“As I was saying, this capacity for an entire annulment of the past has been one of the special powers of her spiritual consciousness and sadhana. It is not an easy thing for a human being to strip himself naked of all his past acquisitions, whether they are intellectual knowledge or the traits and tendencies of the vital, let alone the habits of the body. And yet this is the first and most important step in spiritual discipline, and the Mother has given us a living example of this. That is why she decided to shed all her past, forget all about it and begin anew the a-b-c of her training and initiation from Sri Aurobindo. And it was in fact at the hands of Sri Aurobindo that she received as a token and outward symbol her first lessons in Bengali and Sanskrit, beginning with the alphabet.

“However all this is simply an attempt on the part of the small to comprehend something of the Vast; it is as if a particle of sand was trying to reflect a little of the sun’s rays, a dwarf trying to catch at the high tree-top with his uplifted arms, a child prattling of his mother’s beauty.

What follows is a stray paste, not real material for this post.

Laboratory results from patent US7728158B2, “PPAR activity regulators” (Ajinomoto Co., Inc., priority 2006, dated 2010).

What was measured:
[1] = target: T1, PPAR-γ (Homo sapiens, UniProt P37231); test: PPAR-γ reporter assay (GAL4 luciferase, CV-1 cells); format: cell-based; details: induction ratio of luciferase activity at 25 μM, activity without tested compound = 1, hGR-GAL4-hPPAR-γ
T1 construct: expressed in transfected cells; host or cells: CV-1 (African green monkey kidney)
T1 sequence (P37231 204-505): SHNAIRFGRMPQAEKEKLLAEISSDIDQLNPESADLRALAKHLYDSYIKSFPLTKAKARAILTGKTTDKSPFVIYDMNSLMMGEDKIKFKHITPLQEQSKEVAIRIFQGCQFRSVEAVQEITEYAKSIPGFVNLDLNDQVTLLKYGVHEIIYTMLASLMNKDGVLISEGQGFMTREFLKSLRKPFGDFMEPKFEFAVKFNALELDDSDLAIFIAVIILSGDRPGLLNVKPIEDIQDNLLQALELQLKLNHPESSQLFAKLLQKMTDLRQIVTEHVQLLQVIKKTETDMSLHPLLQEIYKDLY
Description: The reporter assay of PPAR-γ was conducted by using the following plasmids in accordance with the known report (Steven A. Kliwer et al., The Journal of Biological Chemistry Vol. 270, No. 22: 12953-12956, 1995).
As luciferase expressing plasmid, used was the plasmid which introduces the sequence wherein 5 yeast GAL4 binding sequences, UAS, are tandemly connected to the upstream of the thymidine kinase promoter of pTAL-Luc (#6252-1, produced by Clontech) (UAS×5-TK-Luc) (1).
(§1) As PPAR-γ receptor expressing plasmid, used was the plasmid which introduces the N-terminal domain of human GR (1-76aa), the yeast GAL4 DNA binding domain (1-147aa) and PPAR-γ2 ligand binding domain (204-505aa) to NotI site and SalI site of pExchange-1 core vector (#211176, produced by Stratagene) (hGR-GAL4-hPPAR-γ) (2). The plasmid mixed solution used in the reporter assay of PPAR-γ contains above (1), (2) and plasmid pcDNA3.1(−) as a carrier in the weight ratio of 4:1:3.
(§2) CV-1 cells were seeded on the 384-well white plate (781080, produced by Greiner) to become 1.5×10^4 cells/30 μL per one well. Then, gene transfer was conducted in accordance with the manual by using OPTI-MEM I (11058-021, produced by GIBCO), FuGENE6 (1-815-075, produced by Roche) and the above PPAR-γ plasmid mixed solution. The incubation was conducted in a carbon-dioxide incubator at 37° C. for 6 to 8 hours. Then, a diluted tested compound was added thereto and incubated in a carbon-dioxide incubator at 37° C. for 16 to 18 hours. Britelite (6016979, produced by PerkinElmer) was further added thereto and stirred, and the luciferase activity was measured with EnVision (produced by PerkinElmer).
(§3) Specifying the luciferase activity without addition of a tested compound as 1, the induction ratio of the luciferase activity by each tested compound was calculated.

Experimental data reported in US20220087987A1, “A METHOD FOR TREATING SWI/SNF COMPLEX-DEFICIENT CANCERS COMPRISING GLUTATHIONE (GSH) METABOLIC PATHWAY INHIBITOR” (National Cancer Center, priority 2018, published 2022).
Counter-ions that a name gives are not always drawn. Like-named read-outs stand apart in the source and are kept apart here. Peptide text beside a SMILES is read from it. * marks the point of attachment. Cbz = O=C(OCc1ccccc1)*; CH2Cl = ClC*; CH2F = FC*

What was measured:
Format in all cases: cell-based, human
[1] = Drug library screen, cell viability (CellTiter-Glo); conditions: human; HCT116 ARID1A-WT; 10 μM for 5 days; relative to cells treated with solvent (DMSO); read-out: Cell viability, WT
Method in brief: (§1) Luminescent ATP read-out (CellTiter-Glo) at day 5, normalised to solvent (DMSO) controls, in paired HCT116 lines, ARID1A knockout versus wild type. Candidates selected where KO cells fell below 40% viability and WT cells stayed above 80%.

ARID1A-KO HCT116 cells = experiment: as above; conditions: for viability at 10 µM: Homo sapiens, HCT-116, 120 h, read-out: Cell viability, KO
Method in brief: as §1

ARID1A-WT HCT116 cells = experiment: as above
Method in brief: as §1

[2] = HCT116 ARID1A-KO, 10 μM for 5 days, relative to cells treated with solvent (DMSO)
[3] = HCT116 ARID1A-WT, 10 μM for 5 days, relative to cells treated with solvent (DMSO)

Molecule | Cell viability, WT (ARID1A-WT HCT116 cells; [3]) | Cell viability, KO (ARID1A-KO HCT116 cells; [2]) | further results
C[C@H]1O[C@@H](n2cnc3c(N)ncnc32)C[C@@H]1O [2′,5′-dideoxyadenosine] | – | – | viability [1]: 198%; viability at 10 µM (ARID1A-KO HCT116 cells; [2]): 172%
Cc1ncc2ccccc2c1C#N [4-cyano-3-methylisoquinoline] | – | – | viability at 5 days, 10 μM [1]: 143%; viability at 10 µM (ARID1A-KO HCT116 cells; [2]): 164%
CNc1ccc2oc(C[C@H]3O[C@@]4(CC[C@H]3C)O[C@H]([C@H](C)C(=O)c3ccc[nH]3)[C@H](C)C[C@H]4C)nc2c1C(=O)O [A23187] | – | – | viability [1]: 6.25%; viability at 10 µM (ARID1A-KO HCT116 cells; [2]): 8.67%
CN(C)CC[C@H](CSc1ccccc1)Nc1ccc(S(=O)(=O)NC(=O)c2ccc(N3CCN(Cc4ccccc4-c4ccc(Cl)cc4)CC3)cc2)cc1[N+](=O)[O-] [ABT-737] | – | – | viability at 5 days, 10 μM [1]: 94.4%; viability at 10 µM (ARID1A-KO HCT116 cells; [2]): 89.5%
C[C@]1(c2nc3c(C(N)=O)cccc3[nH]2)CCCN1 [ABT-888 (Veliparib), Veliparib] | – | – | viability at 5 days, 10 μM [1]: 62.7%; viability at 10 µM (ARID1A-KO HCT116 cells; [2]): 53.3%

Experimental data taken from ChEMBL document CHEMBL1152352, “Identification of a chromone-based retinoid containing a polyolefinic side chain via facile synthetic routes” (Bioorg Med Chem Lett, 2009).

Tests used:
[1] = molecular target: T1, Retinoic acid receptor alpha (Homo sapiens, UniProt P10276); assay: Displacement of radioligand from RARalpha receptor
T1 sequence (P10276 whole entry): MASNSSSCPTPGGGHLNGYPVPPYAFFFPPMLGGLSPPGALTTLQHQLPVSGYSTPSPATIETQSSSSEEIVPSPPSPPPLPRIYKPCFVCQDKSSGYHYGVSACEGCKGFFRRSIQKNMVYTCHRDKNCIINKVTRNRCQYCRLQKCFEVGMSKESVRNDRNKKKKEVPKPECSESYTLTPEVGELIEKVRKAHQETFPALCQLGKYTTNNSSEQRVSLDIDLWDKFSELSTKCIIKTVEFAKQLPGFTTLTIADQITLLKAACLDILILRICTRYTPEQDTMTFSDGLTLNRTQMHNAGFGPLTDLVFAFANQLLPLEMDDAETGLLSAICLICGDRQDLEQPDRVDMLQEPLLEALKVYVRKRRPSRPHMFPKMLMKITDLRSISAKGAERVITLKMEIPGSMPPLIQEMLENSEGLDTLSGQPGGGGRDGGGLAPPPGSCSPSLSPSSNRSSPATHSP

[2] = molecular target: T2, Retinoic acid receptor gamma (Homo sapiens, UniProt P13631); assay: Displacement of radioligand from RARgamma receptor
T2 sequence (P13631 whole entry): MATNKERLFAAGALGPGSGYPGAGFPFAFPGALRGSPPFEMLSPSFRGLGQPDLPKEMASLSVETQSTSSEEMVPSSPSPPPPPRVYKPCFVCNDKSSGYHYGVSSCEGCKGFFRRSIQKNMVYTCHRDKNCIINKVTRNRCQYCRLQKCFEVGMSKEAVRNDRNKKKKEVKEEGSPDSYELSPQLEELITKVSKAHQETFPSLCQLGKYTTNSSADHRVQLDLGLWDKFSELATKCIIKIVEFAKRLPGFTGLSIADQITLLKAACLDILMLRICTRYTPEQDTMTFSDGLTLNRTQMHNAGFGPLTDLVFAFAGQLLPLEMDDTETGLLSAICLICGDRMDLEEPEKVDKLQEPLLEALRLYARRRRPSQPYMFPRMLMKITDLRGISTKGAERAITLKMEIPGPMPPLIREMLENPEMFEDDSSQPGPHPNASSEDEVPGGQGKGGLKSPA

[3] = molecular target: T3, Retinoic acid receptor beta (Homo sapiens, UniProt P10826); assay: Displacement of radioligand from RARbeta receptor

“In the beginning, Sri Aurobindo would refer to the Mother quite distinctly as Mira. Afterwards for some time (this may have extended over a period of years) we could notice that he stopped at the sound of M and uttered the full name Mira as if after a slight hesitation. To us it seemed rather enigmatic at the time, but later we came to know the reason. Sri Aurobindo’s lips were on the verge of saying ‘Mother’, but we were not ready for it, so he ended with ‘Mira’ instead of saying ‘Mother’. No one knows for certain on which particular date, at what auspicious moment, the word ‘Mother’ was uttered by the lips of Sri Aurobindo. But that was a divine moment in unrecorded history, a crucial moment in the destiny of man and earth; for it was at this supreme moment that the Mother was installed in the external consciousness of man on this material earth.

“Let me now end this story with a last word about myself.